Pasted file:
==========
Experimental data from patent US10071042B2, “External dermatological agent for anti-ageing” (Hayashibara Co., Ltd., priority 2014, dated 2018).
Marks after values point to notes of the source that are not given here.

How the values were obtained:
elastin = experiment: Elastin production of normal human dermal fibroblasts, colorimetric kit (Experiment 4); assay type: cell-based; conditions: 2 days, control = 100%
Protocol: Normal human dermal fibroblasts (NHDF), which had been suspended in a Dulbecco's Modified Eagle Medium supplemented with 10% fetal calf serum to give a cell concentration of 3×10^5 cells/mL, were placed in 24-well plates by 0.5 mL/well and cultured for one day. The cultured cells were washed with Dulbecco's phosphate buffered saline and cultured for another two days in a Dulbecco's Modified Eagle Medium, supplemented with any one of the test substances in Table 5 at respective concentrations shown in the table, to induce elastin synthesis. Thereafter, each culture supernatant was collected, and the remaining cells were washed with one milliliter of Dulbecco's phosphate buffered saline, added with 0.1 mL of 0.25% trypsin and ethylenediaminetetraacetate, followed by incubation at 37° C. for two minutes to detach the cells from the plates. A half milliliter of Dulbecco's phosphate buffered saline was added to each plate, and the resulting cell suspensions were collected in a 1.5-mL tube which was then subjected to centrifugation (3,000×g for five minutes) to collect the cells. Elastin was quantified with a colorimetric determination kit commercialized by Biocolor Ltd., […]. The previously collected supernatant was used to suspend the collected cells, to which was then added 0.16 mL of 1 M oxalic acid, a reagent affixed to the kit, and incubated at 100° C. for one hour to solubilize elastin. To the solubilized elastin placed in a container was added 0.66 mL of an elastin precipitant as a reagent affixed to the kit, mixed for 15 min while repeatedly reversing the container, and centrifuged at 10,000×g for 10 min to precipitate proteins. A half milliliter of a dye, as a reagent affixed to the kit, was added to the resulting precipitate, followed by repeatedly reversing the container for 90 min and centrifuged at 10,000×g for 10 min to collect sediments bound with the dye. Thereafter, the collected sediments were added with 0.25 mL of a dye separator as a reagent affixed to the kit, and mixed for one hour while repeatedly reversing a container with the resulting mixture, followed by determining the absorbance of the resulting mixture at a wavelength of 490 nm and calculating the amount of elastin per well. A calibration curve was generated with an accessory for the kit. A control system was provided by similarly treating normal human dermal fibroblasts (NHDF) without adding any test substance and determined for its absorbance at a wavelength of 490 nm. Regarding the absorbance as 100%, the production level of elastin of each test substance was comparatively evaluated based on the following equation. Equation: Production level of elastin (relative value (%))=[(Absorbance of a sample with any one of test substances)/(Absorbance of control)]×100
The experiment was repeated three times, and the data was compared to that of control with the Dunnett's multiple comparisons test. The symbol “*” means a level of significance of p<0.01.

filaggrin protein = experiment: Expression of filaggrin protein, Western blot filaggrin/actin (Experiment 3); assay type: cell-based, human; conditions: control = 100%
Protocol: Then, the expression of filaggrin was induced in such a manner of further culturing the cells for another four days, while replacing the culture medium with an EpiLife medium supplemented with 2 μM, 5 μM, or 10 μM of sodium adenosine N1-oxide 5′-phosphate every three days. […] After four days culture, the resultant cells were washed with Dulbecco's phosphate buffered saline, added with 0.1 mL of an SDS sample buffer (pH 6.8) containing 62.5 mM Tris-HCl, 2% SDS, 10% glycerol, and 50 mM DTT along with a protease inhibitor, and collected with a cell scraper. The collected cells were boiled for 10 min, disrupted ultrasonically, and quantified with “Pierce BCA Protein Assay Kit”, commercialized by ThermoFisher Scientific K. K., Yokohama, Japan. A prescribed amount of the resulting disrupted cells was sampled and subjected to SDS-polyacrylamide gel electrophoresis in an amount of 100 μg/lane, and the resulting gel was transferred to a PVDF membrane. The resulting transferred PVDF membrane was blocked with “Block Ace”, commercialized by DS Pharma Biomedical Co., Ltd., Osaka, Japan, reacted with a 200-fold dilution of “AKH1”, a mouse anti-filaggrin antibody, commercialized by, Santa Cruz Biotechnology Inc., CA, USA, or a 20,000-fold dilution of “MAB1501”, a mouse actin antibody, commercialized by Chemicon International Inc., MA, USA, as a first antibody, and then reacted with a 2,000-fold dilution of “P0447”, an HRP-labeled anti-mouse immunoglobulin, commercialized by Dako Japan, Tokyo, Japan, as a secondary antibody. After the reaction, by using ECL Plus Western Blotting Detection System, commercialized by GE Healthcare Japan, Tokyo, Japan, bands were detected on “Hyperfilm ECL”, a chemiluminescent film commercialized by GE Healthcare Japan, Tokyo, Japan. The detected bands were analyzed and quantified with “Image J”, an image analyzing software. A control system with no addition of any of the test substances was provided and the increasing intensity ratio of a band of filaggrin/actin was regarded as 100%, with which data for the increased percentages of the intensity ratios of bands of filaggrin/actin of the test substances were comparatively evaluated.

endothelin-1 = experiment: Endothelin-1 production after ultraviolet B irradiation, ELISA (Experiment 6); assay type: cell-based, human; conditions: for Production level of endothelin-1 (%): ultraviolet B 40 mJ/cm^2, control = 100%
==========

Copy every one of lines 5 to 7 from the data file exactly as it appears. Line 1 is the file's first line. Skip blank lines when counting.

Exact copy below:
Protocol: Normal human dermal fibroblasts (NHDF), which had been suspended in a Dulbecco's Modified Eagle Medium supplemented with 10% fetal calf serum to give a cell concentration of 3×10^5 cells/mL, were placed in 24-well plates by 0.5 mL/well and cultured for one day. The cultured cells were washed with Dulbecco's phosphate buffered saline and cultured for another two days in a Dulbecco's Modified Eagle Medium, supplemented with any one of the test substances in Table 5 at respective concentrations shown in the table, to induce elastin synthesis. Thereafter, each culture supernatant was collected, and the remaining cells were washed with one milliliter of Dulbecco's phosphate buffered saline, added with 0.1 mL of 0.25% trypsin and ethylenediaminetetraacetate, followed by incubation at 37° C. for two minutes to detach the cells from the plates. A half milliliter of Dulbecco's phosphate buffered saline was added to each plate, and the resulting cell suspensions were collected in a 1.5-mL tube which was then subjected to centrifugation (3,000×g for five minutes) to collect the cells. Elastin was quantified with a colorimetric determination kit commercialized by Biocolor Ltd., […]. The previously collected supernatant was used to suspend the collected cells, to which was then added 0.16 mL of 1 M oxalic acid, a reagent affixed to the kit, and incubated at 100° C. for one hour to solubilize elastin. To the solubilized elastin placed in a container was added 0.66 mL of an elastin precipitant as a reagent affixed to the kit, mixed for 15 min while repeatedly reversing the container, and centrifuged at 10,000×g for 10 min to precipitate proteins. A half milliliter of a dye, as a reagent affixed to the kit, was added to the resulting precipitate, followed by repeatedly reversing the container for 90 min and centrifuged at 10,000×g for 10 min to collect sediments bound with the dye. Thereafter, the collected sediments were added with 0.25 mL of a dye separator as a reagent affixed to the kit, and mixed for one hour while repeatedly reversing a container with the resulting mixture, followed by determining the absorbance of the resulting mixture at a wavelength of 490 nm and calculating the amount of elastin per well. A calibration curve was generated with an accessory for the kit. A control system was provided by similarly treating normal human dermal fibroblasts (NHDF) without adding any test substance and determined for its absorbance at a wavelength of 490 nm. Regarding the absorbance as 100%, the production level of elastin of each test substance was comparatively evaluated based on the following equation. Equation: Production level of elastin (relative value (%))=[(Absorbance of a sample with any one of test substances)/(Absorbance of control)]×100
The experiment was repeated three times, and the data was compared to that of control with the Dunnett's multiple comparisons test. The symbol “*” means a level of significance of p<0.01.

filaggrin protein = experiment: Expression of filaggrin protein, Western blot filaggrin/actin (Experiment 3); assay type: cell-based, human; conditions: control = 100%